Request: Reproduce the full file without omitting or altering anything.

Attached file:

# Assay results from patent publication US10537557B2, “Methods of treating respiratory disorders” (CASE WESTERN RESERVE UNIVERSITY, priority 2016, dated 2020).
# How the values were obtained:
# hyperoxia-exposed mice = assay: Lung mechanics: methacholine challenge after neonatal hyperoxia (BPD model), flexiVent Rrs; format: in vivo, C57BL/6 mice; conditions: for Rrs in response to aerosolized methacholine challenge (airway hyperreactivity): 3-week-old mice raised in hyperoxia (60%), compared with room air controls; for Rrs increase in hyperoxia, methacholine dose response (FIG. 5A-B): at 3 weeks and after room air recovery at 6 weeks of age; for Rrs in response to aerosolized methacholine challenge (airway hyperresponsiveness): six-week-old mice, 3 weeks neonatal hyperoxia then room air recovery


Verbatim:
# Assay results from patent publication US10537557B2, “Methods of treating respiratory disorders” (CASE WESTERN RESERVE UNIVERSITY, priority 2016, dated 2020).
# How the values were obtained:
# hyperoxia-exposed mice = assay: Lung mechanics: methacholine challenge after neonatal hyperoxia (BPD model), flexiVent Rrs; format: in vivo, C57BL/6 mice; conditions: for Rrs in response to aerosolized methacholine challenge (airway hyperreactivity): 3-week-old mice raised in hyperoxia (60%), compared with room air controls; for Rrs increase in hyperoxia, methacholine dose response (FIG. 5A-B): at 3 weeks and after room air recovery at 6 weeks of age; for Rrs in response to aerosolized methacholine challenge (airway hyperresponsiveness): six-week-old mice, 3 weeks neonatal hyperoxia then room air recovery